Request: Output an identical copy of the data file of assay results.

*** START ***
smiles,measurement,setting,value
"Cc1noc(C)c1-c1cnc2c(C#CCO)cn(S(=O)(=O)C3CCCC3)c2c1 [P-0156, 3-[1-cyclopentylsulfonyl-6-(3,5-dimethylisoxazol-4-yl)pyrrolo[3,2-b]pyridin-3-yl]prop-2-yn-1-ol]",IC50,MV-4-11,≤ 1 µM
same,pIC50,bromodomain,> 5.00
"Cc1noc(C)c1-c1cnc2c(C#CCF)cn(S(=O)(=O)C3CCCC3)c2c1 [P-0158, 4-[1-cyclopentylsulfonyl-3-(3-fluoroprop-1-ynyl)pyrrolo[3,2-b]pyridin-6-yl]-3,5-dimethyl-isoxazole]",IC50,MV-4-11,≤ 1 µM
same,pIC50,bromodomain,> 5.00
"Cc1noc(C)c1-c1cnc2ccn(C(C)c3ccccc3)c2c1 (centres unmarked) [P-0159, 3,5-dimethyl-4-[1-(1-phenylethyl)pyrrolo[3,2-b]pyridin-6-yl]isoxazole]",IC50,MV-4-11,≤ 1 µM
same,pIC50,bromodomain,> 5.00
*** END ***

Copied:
smiles,measurement,setting,value
"Cc1noc(C)c1-c1cnc2c(C#CCO)cn(S(=O)(=O)C3CCCC3)c2c1 [P-0156, 3-[1-cyclopentylsulfonyl-6-(3,5-dimethylisoxazol-4-yl)pyrrolo[3,2-b]pyridin-3-yl]prop-2-yn-1-ol]",IC50,MV-4-11,≤ 1 µM
same,pIC50,bromodomain,> 5.00
"Cc1noc(C)c1-c1cnc2c(C#CCF)cn(S(=O)(=O)C3CCCC3)c2c1 [P-0158, 4-[1-cyclopentylsulfonyl-3-(3-fluoroprop-1-ynyl)pyrrolo[3,2-b]pyridin-6-yl]-3,5-dimethyl-isoxazole]",IC50,MV-4-11,≤ 1 µM
same,pIC50,bromodomain,> 5.00
"Cc1noc(C)c1-c1cnc2ccn(C(C)c3ccccc3)c2c1 (centres unmarked) [P-0159, 3,5-dimethyl-4-[1-(1-phenylethyl)pyrrolo[3,2-b]pyridin-6-yl]isoxazole]",IC50,MV-4-11,≤ 1 µM
same,pIC50,bromodomain,> 5.00